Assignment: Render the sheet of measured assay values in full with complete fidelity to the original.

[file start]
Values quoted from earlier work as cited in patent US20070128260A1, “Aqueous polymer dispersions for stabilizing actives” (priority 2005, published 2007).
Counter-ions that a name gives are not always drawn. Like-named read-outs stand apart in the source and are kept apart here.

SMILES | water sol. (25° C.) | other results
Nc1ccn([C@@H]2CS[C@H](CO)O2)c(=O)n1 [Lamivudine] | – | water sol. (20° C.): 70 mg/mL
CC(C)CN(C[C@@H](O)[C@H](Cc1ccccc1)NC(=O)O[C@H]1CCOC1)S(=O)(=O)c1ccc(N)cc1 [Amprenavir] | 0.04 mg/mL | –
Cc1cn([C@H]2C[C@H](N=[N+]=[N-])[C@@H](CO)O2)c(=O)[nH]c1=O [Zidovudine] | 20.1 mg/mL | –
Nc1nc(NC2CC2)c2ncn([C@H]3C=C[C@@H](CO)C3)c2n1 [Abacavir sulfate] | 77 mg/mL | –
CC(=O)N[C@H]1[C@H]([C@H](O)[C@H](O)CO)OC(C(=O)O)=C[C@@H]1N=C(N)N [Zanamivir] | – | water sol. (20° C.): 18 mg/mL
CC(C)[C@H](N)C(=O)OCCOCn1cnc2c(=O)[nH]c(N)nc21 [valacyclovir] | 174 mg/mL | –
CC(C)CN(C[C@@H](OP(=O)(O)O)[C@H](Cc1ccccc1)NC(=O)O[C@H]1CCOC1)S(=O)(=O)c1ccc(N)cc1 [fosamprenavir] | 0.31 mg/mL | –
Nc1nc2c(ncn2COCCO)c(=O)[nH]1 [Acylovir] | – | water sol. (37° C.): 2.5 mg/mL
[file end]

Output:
Values quoted from earlier work as cited in patent US20070128260A1, “Aqueous polymer dispersions for stabilizing actives” (priority 2005, published 2007).
Counter-ions that a name gives are not always drawn. Like-named read-outs stand apart in the source and are kept apart here.

SMILES | water sol. (25° C.) | other results
Nc1ccn([C@@H]2CS[C@H](CO)O2)c(=O)n1 [Lamivudine] | – | water sol. (20° C.): 70 mg/mL
CC(C)CN(C[C@@H](O)[C@H](Cc1ccccc1)NC(=O)O[C@H]1CCOC1)S(=O)(=O)c1ccc(N)cc1 [Amprenavir] | 0.04 mg/mL | –
Cc1cn([C@H]2C[C@H](N=[N+]=[N-])[C@@H](CO)O2)c(=O)[nH]c1=O [Zidovudine] | 20.1 mg/mL | –
Nc1nc(NC2CC2)c2ncn([C@H]3C=C[C@@H](CO)C3)c2n1 [Abacavir sulfate] | 77 mg/mL | –
CC(=O)N[C@H]1[C@H]([C@H](O)[C@H](O)CO)OC(C(=O)O)=C[C@@H]1N=C(N)N [Zanamivir] | – | water sol. (20° C.): 18 mg/mL
CC(C)[C@H](N)C(=O)OCCOCn1cnc2c(=O)[nH]c(N)nc21 [valacyclovir] | 174 mg/mL | –
CC(C)CN(C[C@@H](OP(=O)(O)O)[C@H](Cc1ccccc1)NC(=O)O[C@H]1CCOC1)S(=O)(=O)c1ccc(N)cc1 [fosamprenavir] | 0.31 mg/mL | –
Nc1nc2c(ncn2COCCO)c(=O)[nH]1 [Acylovir] | – | water sol. (37° C.): 2.5 mg/mL